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Admiral David D. Porter, The Naval History of the Civil War., Chapter 19: battle of the forts and capture of New Orleans. (search)
to each officer's merits by specifying his particular conduct in the battle, but the result of the conflict is the best evidence of the great good behaviour of them all. I must speak of the coolness and ability displayed by Lieutenant F. A. Roe, the executive officer of this ship. His station being on the bridge next to me enabled me to witness it. My eyesight is quite defective, especially at night, and I am compelled to rely on that of others. I was, therefore, obliged to give to Lieutenant Roe the duty of directing the ship's course through the opening of the barricade, as well as the ascending of the river during the whole action. The judgment and skill shown by him in the performance of this duty cannot be surpassed. We had no pilot on board, and he performed that duty with the most remarkable ability and success. I recommend and most strongly urge upon the Navy Department the propriety and justice of promoting him to the rank of commander, as a reward for the highly impo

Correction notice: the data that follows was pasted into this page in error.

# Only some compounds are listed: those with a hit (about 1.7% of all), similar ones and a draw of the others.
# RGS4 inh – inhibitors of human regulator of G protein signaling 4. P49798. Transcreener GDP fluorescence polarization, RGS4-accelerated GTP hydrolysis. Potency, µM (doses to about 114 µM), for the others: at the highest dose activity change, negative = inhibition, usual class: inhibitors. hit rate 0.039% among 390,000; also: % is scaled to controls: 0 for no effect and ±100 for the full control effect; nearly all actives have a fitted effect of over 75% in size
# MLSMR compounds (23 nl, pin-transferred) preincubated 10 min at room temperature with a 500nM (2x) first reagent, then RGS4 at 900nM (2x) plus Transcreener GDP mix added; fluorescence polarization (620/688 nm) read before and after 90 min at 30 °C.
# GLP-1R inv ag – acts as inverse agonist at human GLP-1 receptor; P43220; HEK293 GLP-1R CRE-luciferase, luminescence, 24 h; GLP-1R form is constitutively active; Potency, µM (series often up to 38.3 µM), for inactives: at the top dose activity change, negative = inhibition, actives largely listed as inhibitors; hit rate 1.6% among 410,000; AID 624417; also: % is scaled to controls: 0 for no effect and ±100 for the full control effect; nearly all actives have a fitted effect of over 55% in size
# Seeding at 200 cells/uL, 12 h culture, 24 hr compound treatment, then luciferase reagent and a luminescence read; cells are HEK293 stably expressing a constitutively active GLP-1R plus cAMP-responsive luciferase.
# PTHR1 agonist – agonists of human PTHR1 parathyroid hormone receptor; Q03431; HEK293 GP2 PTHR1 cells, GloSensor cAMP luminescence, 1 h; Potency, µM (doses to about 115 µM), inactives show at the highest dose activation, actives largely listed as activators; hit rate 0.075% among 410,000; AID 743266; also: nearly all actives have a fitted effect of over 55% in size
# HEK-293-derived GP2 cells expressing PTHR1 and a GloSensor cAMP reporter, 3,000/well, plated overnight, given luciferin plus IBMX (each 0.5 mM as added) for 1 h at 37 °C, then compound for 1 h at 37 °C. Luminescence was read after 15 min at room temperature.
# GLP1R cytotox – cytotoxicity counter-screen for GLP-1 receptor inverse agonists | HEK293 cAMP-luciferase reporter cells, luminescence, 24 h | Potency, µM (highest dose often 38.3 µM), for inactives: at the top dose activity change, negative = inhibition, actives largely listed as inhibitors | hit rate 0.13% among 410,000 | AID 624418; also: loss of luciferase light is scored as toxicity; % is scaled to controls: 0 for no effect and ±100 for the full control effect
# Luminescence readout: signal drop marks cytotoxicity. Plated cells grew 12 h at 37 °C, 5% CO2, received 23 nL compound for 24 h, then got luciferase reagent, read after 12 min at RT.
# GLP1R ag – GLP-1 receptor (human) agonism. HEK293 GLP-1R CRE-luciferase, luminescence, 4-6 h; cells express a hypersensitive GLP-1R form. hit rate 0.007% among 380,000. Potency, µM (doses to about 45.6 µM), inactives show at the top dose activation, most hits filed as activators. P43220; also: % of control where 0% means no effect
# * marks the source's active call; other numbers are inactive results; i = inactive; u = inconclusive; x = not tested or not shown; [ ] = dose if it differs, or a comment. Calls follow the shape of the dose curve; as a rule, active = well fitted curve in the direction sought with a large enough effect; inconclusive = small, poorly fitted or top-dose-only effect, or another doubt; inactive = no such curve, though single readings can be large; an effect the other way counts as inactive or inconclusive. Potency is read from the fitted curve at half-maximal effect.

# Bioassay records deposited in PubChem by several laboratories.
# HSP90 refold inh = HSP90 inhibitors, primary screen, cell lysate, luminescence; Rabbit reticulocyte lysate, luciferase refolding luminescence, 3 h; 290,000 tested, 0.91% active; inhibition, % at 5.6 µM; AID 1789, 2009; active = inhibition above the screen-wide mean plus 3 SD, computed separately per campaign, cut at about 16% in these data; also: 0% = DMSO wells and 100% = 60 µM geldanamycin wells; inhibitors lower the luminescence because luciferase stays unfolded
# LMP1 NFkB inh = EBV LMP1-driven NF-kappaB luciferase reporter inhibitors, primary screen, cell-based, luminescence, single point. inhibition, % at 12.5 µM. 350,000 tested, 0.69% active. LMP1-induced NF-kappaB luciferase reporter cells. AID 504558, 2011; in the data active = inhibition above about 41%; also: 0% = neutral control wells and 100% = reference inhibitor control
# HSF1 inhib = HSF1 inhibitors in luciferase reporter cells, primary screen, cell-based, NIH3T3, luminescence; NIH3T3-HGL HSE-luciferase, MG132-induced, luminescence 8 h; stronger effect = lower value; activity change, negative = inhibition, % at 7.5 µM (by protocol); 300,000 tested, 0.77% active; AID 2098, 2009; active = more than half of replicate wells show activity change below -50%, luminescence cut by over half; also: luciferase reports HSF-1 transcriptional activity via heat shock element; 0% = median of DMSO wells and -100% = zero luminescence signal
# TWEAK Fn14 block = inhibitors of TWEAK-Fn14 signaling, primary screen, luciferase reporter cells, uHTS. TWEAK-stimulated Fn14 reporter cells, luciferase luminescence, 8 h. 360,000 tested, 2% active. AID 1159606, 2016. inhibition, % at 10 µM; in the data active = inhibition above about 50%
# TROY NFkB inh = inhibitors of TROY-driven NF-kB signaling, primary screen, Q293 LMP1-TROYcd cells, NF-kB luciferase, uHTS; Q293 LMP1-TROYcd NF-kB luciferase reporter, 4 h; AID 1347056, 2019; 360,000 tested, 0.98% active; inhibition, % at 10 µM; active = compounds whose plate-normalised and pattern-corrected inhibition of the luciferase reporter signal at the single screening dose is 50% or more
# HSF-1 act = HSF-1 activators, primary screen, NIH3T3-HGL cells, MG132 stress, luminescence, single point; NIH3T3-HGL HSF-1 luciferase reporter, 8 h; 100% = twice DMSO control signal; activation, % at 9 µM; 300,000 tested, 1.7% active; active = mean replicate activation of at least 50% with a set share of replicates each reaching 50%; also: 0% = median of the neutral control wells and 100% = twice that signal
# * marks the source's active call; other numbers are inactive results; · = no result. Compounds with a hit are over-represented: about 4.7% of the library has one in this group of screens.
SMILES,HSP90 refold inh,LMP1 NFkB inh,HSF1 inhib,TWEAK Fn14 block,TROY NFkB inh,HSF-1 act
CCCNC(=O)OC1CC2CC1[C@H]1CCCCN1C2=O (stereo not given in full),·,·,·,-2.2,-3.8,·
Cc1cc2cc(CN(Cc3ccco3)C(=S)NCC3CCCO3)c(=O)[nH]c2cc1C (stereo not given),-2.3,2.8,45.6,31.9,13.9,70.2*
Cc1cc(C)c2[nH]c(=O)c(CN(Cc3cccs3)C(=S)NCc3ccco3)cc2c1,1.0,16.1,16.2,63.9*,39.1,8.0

Admiral David D. Porter, The Naval History of the Civil War., Chapter 40: (search)
suggest. The most efficient vessels at the disposal of Captain Smith were the Miami, Commander Renshaw; Tacony, Lieutenant-Commander Truxtun; Sassacus, Lieutenant-Commander Roe; Mattabesett, Commander Febiger, and the Wyalusing, Lieutenant-Commander Queen. Captain Smith was well supplied with instructions by his commander-in-dred yards distant. She made for the ram, and struck her fairly With a speed of five or six knots, according to Captain Smith, or ten knots, according to Lieutenant-Commander Roe. The ram was struck just abaft her starboard-beam, causing her to heel over, and placing her after-deck under water; so much so, that Lieutenant-CommaLieutenant-Commander Roe thought she was sinking. At the same instant the Albemarle fired a 100-pounder rifleshot through and through the Sassacus, from starboard to port on the berth-deck. The collision was heavy, and the engine of the Sassacus was kept going in the attempt to force her bow deeper and deeper into the ram, so that some of the o